Prescription Medication Abuse

The fastest growing drug problem in the United States is the abuse of prescription medications. Poisonings are the leading cause of unintentional home injury deaths for those ages 15 to 59, largely resulting from unintentional drug overdoses of prescription medications. Drug overdose death rates have more than tripled since 1990.

According to the Centers for Disease Control and Prevention, everyday in the United States, 105 people die from drug overdose and 6,748 are seen in emergency rooms because of a misuse or abuse of drugs. Almost 9 of 10 poisoning deaths are because of drugs.

Where the Drugs Come From

Almost all prescription drugs involved in overdoses come from prescriptions originally; very few come from pharmacy theft. However, once they are prescribed and dispensed, prescription drugs are frequently diverted to people using them without prescriptions. More than three out of four people who misuse prescription painkillers use drugs prescribed to someone else.<

Definitions You Need To Know

  • Drug: Any chemical compound used for the diagnosis or treatment of disease or injury, for the relief of pain, or for the feeling it causes. A drug is either a pharmaceutical (including both prescription and over-the-counter products) or illicit.
  • Overdose: When a drug is eaten, inhaled, injected, or absorbed through the skin in excessive amounts and injures the body. Overdoses are either intentional or unintentional. If the person taking or giving a substance did not mean to cause harm, then it is unintentional.
  • Misuse or abuse: The use of illicit or prescription or over-the-counter drugs in a manner other than as directed.

Most people take prescription medications responsibly; however there has been a steady increase in the non-medical use of prescription drugs. The most commonly abused medications are the class of drugs known as prescription painkillers, which include drugs such as hydrocodone, oxycodone and methadone.

Some States Have A Bigger Problem With Prescription Painkillers Than Others.

  • Prescription painkiller sales per person were more than 3 times higher in Florida, which has the highest rate, than in Illinois, which has the lowest.
  • In 2008/2009, nonmedical use of painkillers in the past year ranged from 1 in 12 people (age 12 or older) in Oklahoma to 1 in 30 in Nebraska.
  • States with higher sales per person and more nonmedical use of prescription painkillers tend to have more deaths from drug overdoses.

What is Nebraska Doing?

Senator Steve Lathrop introduced LB1072 which would adopt the Prescription Monitoring and Health Information Exchange Act which would create a prescription monitoring program to collect, manage, analyze and provide prescription information. Under the bill, it would be a part of a health information exchange.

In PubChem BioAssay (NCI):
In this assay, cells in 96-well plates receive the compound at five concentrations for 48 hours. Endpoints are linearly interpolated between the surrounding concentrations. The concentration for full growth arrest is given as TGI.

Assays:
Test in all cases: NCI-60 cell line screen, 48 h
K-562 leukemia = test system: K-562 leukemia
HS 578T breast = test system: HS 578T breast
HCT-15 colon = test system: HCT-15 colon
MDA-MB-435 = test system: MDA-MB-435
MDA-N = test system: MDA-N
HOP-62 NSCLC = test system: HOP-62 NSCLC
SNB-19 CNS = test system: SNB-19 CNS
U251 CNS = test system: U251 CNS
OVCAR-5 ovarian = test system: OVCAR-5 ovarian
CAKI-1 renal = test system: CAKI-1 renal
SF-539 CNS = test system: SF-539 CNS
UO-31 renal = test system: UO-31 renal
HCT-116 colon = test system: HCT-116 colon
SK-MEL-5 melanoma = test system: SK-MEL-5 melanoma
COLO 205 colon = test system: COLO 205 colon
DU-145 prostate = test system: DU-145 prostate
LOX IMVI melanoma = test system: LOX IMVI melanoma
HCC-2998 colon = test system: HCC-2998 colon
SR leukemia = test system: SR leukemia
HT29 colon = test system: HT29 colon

Prescription Drug Monitoring Programs (PDMPs) are state-run electronic databases used to track the prescribing and dispensing of controlled prescription drugs to patients. They are designed to monitor this information for suspected abuse or diversion—that is, the channeling of the drug into an illegal use—and can give a prescriber or pharmacist critical information regarding a patient's controlled substance prescription history. This information can help prescribers and pharmacists identify high-risk patients who would benefit from early interventions.

The Nebraska Regional Poison Center offers these tips on medications:

  • Understand why you are taking each medication. Keep a current list of your medications.
  • Read each label carefully and follow the directions. Do not double your medications.
  • If you are a parent, educate yourself first about prescription drug abuse and then talk to your children.
  • Talk to grandparents about what is in their medication cabinet.
  • Store medications in a safe and secure location.
  • Be more aware of your medications – they need to be monitored.
  • Keep medications in their original containers.
  • Never take a prescription medication that was not prescribed for you. They should never be shared.
  • Dispose of old or unused medications that are no longer needed. Watch for prescription "take-back" events in your area. Medications should never be flushed.
  • Call the Poison Center (1-800-222-1222) if you took too much medication. The nurses will provide immediate treatment advice.

Sources:  Nebraska Regional Poison Center
               Centers for Disease Control and Prevention